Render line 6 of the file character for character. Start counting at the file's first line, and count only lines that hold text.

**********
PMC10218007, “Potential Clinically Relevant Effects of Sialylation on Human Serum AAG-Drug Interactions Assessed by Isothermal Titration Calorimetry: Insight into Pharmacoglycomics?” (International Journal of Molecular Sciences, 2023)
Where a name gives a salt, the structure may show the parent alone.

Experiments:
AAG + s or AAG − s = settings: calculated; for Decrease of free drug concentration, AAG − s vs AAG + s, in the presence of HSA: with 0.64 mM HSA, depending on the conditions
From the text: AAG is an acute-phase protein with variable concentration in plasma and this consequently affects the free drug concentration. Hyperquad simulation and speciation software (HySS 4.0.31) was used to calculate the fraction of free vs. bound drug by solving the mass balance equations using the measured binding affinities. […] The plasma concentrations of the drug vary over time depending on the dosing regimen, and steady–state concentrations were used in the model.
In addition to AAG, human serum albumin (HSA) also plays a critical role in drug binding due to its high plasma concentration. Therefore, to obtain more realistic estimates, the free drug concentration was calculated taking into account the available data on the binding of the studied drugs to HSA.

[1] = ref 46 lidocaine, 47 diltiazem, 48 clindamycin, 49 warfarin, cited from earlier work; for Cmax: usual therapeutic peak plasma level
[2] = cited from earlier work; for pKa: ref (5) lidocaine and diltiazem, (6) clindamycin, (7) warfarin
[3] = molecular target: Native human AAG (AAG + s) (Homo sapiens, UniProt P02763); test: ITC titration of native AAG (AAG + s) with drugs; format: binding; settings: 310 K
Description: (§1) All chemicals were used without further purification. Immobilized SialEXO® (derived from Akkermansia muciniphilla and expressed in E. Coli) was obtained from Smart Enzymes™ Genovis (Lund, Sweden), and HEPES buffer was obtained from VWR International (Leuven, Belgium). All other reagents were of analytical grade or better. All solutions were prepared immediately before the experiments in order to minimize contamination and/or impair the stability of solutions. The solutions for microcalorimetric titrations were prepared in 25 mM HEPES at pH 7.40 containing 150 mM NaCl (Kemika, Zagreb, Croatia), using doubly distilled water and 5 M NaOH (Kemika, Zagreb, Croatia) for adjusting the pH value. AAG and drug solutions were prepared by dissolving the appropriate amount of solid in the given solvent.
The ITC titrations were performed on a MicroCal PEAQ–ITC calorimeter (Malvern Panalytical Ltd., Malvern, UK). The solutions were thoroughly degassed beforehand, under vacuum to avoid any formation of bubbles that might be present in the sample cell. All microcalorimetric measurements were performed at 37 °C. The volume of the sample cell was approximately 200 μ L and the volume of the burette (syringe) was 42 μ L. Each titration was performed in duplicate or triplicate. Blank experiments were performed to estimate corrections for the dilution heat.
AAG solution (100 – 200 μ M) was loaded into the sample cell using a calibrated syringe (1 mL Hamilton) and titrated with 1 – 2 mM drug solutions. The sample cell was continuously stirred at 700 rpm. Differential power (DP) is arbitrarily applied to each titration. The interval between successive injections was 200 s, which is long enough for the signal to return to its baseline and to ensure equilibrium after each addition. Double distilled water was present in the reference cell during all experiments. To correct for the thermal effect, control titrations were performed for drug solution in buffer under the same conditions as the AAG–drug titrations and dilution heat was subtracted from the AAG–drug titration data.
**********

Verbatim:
In addition to AAG, human serum albumin (HSA) also plays a critical role in drug binding due to its high plasma concentration. Therefore, to obtain more realistic estimates, the free drug concentration was calculated taking into account the available data on the binding of the studied drugs to HSA.